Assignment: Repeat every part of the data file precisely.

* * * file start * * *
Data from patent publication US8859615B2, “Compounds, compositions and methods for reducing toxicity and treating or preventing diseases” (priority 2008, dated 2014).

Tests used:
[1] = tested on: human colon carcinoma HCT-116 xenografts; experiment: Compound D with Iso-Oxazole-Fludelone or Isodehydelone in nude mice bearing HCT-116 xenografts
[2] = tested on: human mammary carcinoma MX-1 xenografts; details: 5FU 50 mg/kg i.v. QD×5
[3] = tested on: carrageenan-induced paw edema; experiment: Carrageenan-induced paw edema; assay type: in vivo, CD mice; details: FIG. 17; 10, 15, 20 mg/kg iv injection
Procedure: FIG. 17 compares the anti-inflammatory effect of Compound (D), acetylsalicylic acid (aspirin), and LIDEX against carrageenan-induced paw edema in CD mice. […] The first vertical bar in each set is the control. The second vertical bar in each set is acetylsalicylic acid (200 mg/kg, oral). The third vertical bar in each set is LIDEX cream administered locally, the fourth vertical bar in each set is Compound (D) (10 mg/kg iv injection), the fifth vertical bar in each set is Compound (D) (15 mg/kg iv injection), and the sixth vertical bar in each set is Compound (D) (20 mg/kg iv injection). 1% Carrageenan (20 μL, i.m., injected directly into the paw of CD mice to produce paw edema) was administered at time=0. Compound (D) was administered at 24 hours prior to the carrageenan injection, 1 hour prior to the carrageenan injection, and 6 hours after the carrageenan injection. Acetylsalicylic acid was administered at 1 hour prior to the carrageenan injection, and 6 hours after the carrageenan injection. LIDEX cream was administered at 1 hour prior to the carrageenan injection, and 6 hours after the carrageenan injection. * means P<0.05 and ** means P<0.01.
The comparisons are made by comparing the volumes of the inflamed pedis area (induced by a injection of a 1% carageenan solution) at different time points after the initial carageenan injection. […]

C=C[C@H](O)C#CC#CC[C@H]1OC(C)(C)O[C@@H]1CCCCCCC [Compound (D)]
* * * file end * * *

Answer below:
Data from patent publication US8859615B2, “Compounds, compositions and methods for reducing toxicity and treating or preventing diseases” (priority 2008, dated 2014).

Tests used:
[1] = tested on: human colon carcinoma HCT-116 xenografts; experiment: Compound D with Iso-Oxazole-Fludelone or Isodehydelone in nude mice bearing HCT-116 xenografts
[2] = tested on: human mammary carcinoma MX-1 xenografts; details: 5FU 50 mg/kg i.v. QD×5
[3] = tested on: carrageenan-induced paw edema; experiment: Carrageenan-induced paw edema; assay type: in vivo, CD mice; details: FIG. 17; 10, 15, 20 mg/kg iv injection
Procedure: FIG. 17 compares the anti-inflammatory effect of Compound (D), acetylsalicylic acid (aspirin), and LIDEX against carrageenan-induced paw edema in CD mice. […] The first vertical bar in each set is the control. The second vertical bar in each set is acetylsalicylic acid (200 mg/kg, oral). The third vertical bar in each set is LIDEX cream administered locally, the fourth vertical bar in each set is Compound (D) (10 mg/kg iv injection), the fifth vertical bar in each set is Compound (D) (15 mg/kg iv injection), and the sixth vertical bar in each set is Compound (D) (20 mg/kg iv injection). 1% Carrageenan (20 μL, i.m., injected directly into the paw of CD mice to produce paw edema) was administered at time=0. Compound (D) was administered at 24 hours prior to the carrageenan injection, 1 hour prior to the carrageenan injection, and 6 hours after the carrageenan injection. Acetylsalicylic acid was administered at 1 hour prior to the carrageenan injection, and 6 hours after the carrageenan injection. LIDEX cream was administered at 1 hour prior to the carrageenan injection, and 6 hours after the carrageenan injection. * means P<0.05 and ** means P<0.01.
The comparisons are made by comparing the volumes of the inflamed pedis area (induced by a injection of a 1% carageenan solution) at different time points after the initial carageenan injection. […]

C=C[C@H](O)C#CC#CC[C@H]1OC(C)(C)O[C@@H]1CCCCCCC [Compound (D)]